Monday, January 28, 2008

Museum of Cham Sculpture

The Cham people invaded the Central Coast of Vietnam in the 4th century and dominated until the 13th century. Relics of their breathtaking architecture remain throughout the countryside, some designated World Heritage sites. On previous trips we have visited these edifices and were in awe of the strength and beauty of the symbolism and art.
The sculptures in this impressive museum in Da Nang city have been collected and housed since 1915. The carving in sandstone is evocative and one is overwhelmed with the sense of antiquity and reverence in the many open halls.

Saturday, January 26, 2008

Tet Holiday February 7th

How lucky we are to be here, to witness the most significant festival of the year in Vietnam, Tet. This celebration of the lunar new year is a celebration of family ( it is every one's birthday), also a significant religious or spiritual occasion. There will be chanting in the pagodas, the lighting of bushels of incense. Many gifts will be exchanged and rituals followed to bless the house, and one's business. Wealth, health and good fortune for the coming year all rely on much cleansing and atonement through prayer and appeasement to the gods.
Houses are swept clean.Today,the first day of sunshine for awhile, there are table clothes, rugs, curtains and blankets drying on every fence, hedge, shrub and tree branch in the nieghbourhood. Houses are being painted or more often color washed with a large straw brush. Windows and doors are being refinished and the little cafes on each street corner are busy painting the tables and chairs. When all is clean the "kitchen god" is ushered out, carried perhaps by a lucky yellow fish. The Kitchen god reports the families virtues to the Jade Emperor and returns some days later with luck for the New Year.
Decorations are starting to appear. Lights, paper lanterns, kumquat trees in bloom bearing both yellow and green . Happy New Year ( Chuc Mung Nam Moi) banners flutter everywhere. The most festive and lucky colors are red and yellow.
Food plays a central role in this holiday and we expect to eat many traditional foods. We see the wrapped rice cakes ( either sweet or with bean curd) everywhere now in the markets and in flower shops. Tomorrow I will help Quyen ( our hostess at Reaching Out) to make these delicacies for the staff end of year party.
The magnificent creations pictured here, using plants, flowers and rice cakes are works of art.
As we learn each day about this complex holiday we will add our stories.

Thursday, January 24, 2008

Floods,Food and Family

The rain has been relentless for the past three days. Everything is soggy, our clothes, our packs, our shoes, our towels, the floor, the carpet...but not our spirits!
We still mount our bicycles every morning and head down the road to the old town for work. We are quite a frightening sight to the Vietnamese, I'm sure. Under our jackets and ponchos, we carry our backpacks. Bruce carries the laptop and so he really looks like Quasimodo.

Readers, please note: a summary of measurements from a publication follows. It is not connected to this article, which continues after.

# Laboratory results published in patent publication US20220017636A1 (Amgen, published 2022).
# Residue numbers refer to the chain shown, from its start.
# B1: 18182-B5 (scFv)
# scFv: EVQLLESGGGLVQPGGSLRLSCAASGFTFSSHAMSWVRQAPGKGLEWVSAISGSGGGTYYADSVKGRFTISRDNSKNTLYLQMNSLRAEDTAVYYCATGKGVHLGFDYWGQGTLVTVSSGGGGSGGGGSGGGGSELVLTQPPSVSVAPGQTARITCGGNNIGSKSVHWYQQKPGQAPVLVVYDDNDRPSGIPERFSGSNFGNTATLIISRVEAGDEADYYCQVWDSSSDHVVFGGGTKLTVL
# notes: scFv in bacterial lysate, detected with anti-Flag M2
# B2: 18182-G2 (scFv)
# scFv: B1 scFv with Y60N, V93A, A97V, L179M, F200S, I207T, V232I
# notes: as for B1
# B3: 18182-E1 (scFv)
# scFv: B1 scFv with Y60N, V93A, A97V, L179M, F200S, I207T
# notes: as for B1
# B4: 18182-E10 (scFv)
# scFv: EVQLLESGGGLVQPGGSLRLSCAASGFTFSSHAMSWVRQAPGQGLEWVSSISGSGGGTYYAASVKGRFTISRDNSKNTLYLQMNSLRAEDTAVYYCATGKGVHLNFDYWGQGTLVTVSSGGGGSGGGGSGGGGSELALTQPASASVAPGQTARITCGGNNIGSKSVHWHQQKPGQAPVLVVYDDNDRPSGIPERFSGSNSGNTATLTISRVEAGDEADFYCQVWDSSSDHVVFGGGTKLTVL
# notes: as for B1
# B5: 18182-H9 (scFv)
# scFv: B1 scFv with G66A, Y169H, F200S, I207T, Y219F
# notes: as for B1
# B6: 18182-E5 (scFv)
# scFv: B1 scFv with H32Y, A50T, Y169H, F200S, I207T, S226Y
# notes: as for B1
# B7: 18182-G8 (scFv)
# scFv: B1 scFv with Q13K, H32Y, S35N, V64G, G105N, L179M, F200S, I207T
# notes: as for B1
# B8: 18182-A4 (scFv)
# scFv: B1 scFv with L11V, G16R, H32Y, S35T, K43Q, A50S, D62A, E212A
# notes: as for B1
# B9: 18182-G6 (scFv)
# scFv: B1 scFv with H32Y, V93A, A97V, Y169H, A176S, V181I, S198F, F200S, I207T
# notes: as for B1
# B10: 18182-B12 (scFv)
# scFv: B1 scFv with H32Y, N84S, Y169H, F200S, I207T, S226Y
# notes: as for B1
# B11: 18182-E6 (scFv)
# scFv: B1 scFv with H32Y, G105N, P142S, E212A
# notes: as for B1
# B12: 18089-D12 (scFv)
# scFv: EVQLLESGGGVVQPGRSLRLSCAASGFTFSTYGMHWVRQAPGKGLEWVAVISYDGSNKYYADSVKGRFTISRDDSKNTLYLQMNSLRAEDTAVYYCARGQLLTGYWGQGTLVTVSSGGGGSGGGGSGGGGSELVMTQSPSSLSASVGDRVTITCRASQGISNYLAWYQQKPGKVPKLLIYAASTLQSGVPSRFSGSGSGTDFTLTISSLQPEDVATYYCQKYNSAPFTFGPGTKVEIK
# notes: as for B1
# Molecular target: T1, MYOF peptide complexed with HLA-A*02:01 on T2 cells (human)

The pot holes in the road are now miniature lakes and thus by the time we reach our destination, not only are we soaked, but we are splashed with mud up to our knees. Until we discovered the ponchos, we also had telltale streaks of mud up the rear end of our trousers.
In the photo I am scurrying back to the bikes with a bundle of flowers from the market, meant for our hostess at dinner. The only place to stash the flowers for the ride home, was in the back pocket of my jacket. The blossoms stuck up over my shoulders as I wobbled and teetered on my bike.... but the flowers and I were unharmed.
Binh and Quyen, the couple who manage Reaching Out invited us to dinner in their home. Quyen waited for us in front of her house with an umbrella,paying the taxi driver...yet another courtesy observed by these very gracious people. Their son Sesame is four years old and he played quite quietly while we ate, but could not resist coming into the kitchen were we sat, to show me that he had painted happy faces on the bottoms of his feet with his new magic markers from Canada.
He is a very sweet and calm child, who had us pegged as grandparents right away. Through Binh, Sesame told us that his grandfather is the brightest star in the sky now, but Bruce was immediately adpoted as a grandfather on earth. Quyen showed up at the shop this morning with helmets for us, because she was worried about these tipsy elders on their bikes. I think that we have been adopted!
Our meal with them was the customary four dishes, mixed vegetables, chicken, soup, fish, and fruit for desert. White wine from Chile and passion fruit juice accompanied the meal. All yummy!
We are eating very well and only see western food at breakfast. Sometimes this is a little surprising. One morning we ordered omelettes, which arrived deep fried!!! I must admit that it is comforting to have yogurt and a bagette although a distraction from our intent to eat as the Vietnamese do...but pho ( soup with noodles ) is a bit of a stretch!!!

Tuesday, January 22, 2008

Reaching Out Scholarships and "Goodies" Delivered

Just before lunch today we had a little presentation ceremony for the three trainees who will be able to complete their apprenticeships because of the generosity of our Canadian Friends. Thank you, thank you.
Mr. Binh is justifiably proud of his students, who will become completely self supporting in a country still rife with discrimination. The atmosphere in the shop and workshop is one of unique self confidence and fulfillment. Each individual has found an avenue toward self -sufficiency and great joy in his/her ability to create beautiful quality crafts.
The personal hygiene gifts were such a hit. We did have to explain some of the labels. The guys were all over the shampoo!!!
Our "to do" list gets bigger everyday, from guiding Binh at a fairly high level with his Strategic and Business Plans to creating scripting for the staff who conduct tours for customers of the workshop. We are really relying on our years of O.D. work, and loving working with such open people who are all so driven to succeed by focusing on their abilities rather their disabilities.
Today a young Australian woman visited the shop who is a studying special education. She was bowled over by the example that she saw at Reaching Out and will present a paper on her return about the level of integration and independence that all the staff have achieved.
Another female customer from California who has acquired the Fair Trade Logo for her shop, sat right down to have a small consultation with Binh about the onerous application process.
Everyone wants to help!!!
If you want to have a closer look at the pictures, most computers will enlarge the photo if you click on it.

Our House and Garden

We are very happy and comfortable in our upstairs apartment at Betel Garden. The breezes have been wonderful, the garden always cool and on our little deck we can enjoy a drink in the evening. Even the "hot tub" is's an odd thing..not a swimming pool, but a giant round pool with jets and cool water. Maybe on a scorching day we will enjoy it.